Cajun Fried Wings

We love chicken wings, so when I saw Des from Life’s Ambrosia’s post on her Aunt’s famous wings (with a kick, of course), I starred it in my Google Reader and put it on my ever-growing list of recipes to try. Well, we finally tried them and they were amazing.

It’s basically a crime (well, at least to all you chicken wing lovers out there) to have sauceless wings, but I’m here to tell you that these wings don’t need any sauce. That’s right, I said it. We made sauceless wings and we loved them. When it comes to flavor, these wings get a huge boost from a two hour marinade in cajun seasoning, honey and olive oil .

Cajun Fried Chicken Wings

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Here’s what you’ll need:
Serves: 4
– 1 1/2 lbs chicken wings, tips trimmed
– 3 tbsp cajun seasoning
– 1/4 cup olive oil
– 1 tsp honey
– 1 tbsp corn starch
– 1 cup flour
– 2 tsp salt
– oil for frying (anything that holds hear well will do, but something on the healthier side is our favorite)

Instructions:
Prepare your chicken wings by trimming the tips and separating the drumette from the…other part of the wing thing that I don’t know the name of. (You don’t have to do this, but it makes them more like restaurant style wings.) Rinse the chicken and pat dry with a paper towel.

In a large Ziploc bag, combine the cajun seasoning, olive oil and honey. Throw the chicken in the bag, seal and mix everything around so the wings are nice and coated with the mixture. Refrigerate for two hours.

After the chicken has been marinading, combine the corn starch, flour and salt in another Ziploc bag. Transfer the chicken from the marinading bag to the flour bag and toss around to coat all the wings with a nice layer of flour. Remove the wings from the bag and let them sit out on a plate for about 15 minutes before frying (this is a good time to start heating your oil).

Heat about two inches of oil in a heavy-bottomed pan (or you can use a deep fryer) over medium-high heat. Bring the oil to 350 degrees and start frying the chicken, in batches to hold a constant temperature, until golden brown and cooked through, five to seven minutes. Transfer the fried chicken to a plate lined with paper towels to cool and drain off the excess oil.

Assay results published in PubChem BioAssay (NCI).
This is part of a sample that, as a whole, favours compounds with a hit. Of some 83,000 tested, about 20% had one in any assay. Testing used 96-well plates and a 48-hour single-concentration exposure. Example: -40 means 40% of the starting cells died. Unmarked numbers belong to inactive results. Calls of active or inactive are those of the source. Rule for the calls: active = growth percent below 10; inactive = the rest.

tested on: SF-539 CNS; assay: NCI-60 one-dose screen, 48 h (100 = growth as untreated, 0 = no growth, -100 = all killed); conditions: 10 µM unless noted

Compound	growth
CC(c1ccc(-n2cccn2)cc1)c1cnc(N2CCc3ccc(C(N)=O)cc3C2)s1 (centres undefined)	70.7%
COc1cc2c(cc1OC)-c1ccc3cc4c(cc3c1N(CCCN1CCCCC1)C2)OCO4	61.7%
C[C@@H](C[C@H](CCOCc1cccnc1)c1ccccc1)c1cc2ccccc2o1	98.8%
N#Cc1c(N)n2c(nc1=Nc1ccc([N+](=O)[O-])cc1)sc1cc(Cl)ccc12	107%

I can’t lie when I say that these are probably the best homemade chicken wings I’ve ever had. Sauceless or not, these were the bomb. They were crispy on the outside, tender and juicy on the inside, and packed with a ton of flavor from the cajun marinade. I’m a dipper, so we decided to make a little cajun aioli to dip in, which was awesome (thanks to Billy) and complimented the wings perfectly.

I think this is a pretty versatile recipe, so I’m excited to try these again with different flavor bases. Thanks, Des, for an awesome wing recipe! Make sure to check out Des over at Life’s Ambrosia for this and other awesome recipes!

Mugrabidi

It’s been a while since I posed about Arabic food (actually, it’s been a while since we made Arabic food), so I thought I’d share something before we get rolling on all the Christmas goodies (yay!). Mugrabidi is a sort of soupy dish with tiny pasta, garbanzo beans and chicken. This is a perfect dish for a cold winter night — I promise it will hit the spot and warm you up instantly!

Here’s what you’ll need:
– 8 cups water
– 4 chicken breasts, cut into bite size pieces
– 1 onion, chopped
– 1 can garbanzo beans, drained
– 1/2 to 1 pound acini de pepe pasta (amount depends on what kind of pasta to bean/chicken/liquid ratio you want)
– salt and pepper to taste

This is a really simple recipe, but the end result is nothing but! First, add the cut chicken pieces to a pot of boiling water. Let the chicken begin to cook and when the water returns to a rolling boil, add the garbanzo beans. Meanwhile, saute the onion until it begins to turn brown then add it to the boiling water. Continue to boil for about 10 minutes, or until the chicken is almost cooked through. Finally, add the pasta and cook until al dente, about 15 more minutes. At this point the chicken and pasta should be done. Season with salt and pepper and you’re ready to serve! (There will be quite a bit of liquid left, the consistency of the dish is supposed to be soupy.)